I became the Co-leader of the Green Party in 2006, eight years ago this June.
At that time we were sitting at just above 5 percent in the polls and only had six MPs in Parliament.
I am enormously proud of the work Metiria and I have done to build our party into the stand-alone, third biggest party in New Zealand politics that we are today.
From humble beginnings we have transitioned from a party that used to hold its breath on election night, wondering if we'd get to 5 percent, to a party heading into this election with a chance of winning the largest number of votes ever in an MMP election, outside of Labour and National.
I love our party. I love our independent and unique space in New Zealand politics.
Where once our mission was to be a catalyst for change that others in power adopted and implemented, now we stand on the cusp of being in Government with the opportunity to build a cleaner, fairer, smarter New Zealand ourselves.
Our success has been based on stable leadership, a united team and a crystal clear vision for a better Aotearoa.
Over the last three years, we've led the opposition to National's agenda.
Because of the Greens, New Zealanders stood up to National's asset sales.
We collected the most signatures ever in a citizens initiated referendum, and we won, despite John Key doing everything he could to stifle New Zealanders' democratic voice (and inevitably ignoring them completely).
Our opposition to the SkyCity deal, and our use of every trick in the book to hold up its construction, has ensured no sod has been turned on National's convention centre, paid for from the proceeds of problem gambling and human misery.
And our dogged advocacy for clean rivers has meant the issue is now high enough on the political agenda no party can feasibly ignore it.
These are just three of the many issues Green MPs have campaigned for, fought for, spoken out on, taken risks for.
We may have had only 14 MPs, but we have led the charge to end this National Government.
Stable leadership, a united team and a crystal clear vision for change - key ingredients for success, and qualities the Greens have in spades.
I want to take a moment to talk about our vision for change.
Because what I especially love about elections (apart from visiting dairy-free ice cream factories like we did this morning) is the generation of new ideas.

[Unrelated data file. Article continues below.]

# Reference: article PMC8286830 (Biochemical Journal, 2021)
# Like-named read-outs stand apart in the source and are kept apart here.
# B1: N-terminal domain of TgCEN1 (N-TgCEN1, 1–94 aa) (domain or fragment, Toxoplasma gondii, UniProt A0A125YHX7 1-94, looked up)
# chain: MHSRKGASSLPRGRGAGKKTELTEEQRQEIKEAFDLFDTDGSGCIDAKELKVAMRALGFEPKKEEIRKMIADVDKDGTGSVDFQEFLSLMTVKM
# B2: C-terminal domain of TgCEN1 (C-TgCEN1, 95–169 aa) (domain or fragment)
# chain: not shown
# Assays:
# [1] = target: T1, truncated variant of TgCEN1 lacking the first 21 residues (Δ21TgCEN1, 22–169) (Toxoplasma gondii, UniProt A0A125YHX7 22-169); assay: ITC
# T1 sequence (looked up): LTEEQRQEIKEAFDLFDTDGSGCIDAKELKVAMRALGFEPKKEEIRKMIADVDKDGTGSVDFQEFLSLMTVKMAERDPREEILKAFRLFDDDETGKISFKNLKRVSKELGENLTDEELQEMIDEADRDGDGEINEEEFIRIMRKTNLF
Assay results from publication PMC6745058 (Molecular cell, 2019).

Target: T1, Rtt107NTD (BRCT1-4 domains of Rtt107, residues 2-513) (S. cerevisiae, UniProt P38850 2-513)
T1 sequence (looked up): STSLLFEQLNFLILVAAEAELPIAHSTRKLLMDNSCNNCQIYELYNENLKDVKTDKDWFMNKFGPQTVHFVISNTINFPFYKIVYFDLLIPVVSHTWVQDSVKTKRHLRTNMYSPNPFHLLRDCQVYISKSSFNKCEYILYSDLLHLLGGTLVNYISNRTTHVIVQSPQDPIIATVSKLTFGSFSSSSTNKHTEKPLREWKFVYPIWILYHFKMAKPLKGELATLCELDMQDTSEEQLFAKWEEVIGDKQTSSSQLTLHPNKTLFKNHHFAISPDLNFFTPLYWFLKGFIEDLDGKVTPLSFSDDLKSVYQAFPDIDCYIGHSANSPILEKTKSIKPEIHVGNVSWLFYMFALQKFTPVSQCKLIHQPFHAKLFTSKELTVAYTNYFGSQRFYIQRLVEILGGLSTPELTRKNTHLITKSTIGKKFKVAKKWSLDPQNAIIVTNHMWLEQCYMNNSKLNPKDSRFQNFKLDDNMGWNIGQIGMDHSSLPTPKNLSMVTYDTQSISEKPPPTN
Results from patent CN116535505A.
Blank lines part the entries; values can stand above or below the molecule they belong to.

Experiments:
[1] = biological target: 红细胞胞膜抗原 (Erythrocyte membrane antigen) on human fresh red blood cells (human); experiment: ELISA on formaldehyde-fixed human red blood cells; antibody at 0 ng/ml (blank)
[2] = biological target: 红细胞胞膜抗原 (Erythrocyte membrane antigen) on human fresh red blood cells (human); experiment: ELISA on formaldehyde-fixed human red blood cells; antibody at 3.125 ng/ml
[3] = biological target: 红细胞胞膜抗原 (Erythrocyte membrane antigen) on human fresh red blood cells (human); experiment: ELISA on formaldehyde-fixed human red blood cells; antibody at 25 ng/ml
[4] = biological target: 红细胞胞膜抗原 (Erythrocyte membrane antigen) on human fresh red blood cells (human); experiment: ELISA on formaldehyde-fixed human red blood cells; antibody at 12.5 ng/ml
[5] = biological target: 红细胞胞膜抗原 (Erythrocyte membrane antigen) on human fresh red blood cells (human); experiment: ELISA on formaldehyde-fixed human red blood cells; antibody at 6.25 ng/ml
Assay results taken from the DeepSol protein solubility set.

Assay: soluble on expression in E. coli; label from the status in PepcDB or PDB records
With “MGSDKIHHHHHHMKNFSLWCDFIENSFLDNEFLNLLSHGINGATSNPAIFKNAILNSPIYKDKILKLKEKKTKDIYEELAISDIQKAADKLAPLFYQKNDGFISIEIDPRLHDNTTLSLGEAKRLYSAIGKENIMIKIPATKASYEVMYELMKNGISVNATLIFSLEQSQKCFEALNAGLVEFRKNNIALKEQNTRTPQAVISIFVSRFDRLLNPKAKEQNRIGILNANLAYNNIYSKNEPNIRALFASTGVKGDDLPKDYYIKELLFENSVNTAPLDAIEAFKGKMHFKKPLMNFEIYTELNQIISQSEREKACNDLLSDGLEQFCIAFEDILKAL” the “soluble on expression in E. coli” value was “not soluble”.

In fact my staff have been known to roll their eyes at my commitment to idea generation.
When they think a one or two page briefing paper will do, I want to write a book, or at the very least an essay.
When they say "please Russel, just keep the speech short and sweet", I sometimes don't quite hear them (although don't panic, I have heeded their advice today)
Elections should throw up new thinking to help drive our country forward.
Because the dominant ideas of the last generation are no longer fit for purpose.
They have left our environment and too many of our people in trouble.
We need new thinking to take on the increasingly complex challenges we face as a country, and as a human race.
National has completely failed to grasp this.
When Finance Minister Bill English was asked recently what his one big idea was to boost the New Zealand economy, he drew a blank.
He could not come up with a single new idea to help our country improve and prosper.
National has no road map to a better New Zealand - no vision.
The Greens do.
Ours is a vision built around a very simple idea - that the only kind of economy that will deliver true and long-term prosperity is an economy that accounts for environmental limits and doesn't leave people behind.
So we've put a plan together, and a blue print of how to get there - fully costed I might add, which is more than you can say for the other parties - National included.
We have a billion dollar plan to turn around child poverty and address inequality.
We'll ensure all our rivers are clean enough to swim in and our beaches free from oil
We'll protect the last remaining 55 Maui's dolphins then put in place measures to grow the population from there.
We'll tackle climate change as a priority, while ensuring New Zealanders are better off, by taxing polluters and returning the money to households and businesses in the form of tax cuts.
Just yesterday a major new report from leading global economists found investments to help fight climate change can also drive economic development and jobs, but time is running out to make the shift.
Let's get on with it.
We'll partner with business to invest $1 billion into R&D to spur clean innovation across our economy.
We'll put solar panels on thousands of homes and schools, reducing power bills and emissions.
We'll establish a Green Investment Bank to accelerate New Zealand's low carbon transition.
We'll secure 100 percent renewable electricity by 2030.
We'll take money that's currently going on unnecessary motorway projects and spend it on world-class public transport instead, transforming the way New Zealanders get around.
We'll complete Auckland's City Rail Link by 2020.
It's the 21st century. Let's embrace the opportunities. We're New Zealand, this is our time.
For many people, this election will be the first time they vote Green.
We've just heard from some of them, but I've also spoken to nurses, farmers, labourers, academics, bus drivers, teachers, tech business leaders - who'll be party voting for us this time, despite traditionally voting elsewhere.
To all those people - great to have you on board.
We've led the opposition over the last three years and we're ready to lead in Government.
It's over to you now.
Let's make history. Let's take our country back.
Love New Zealand. Party Vote Green.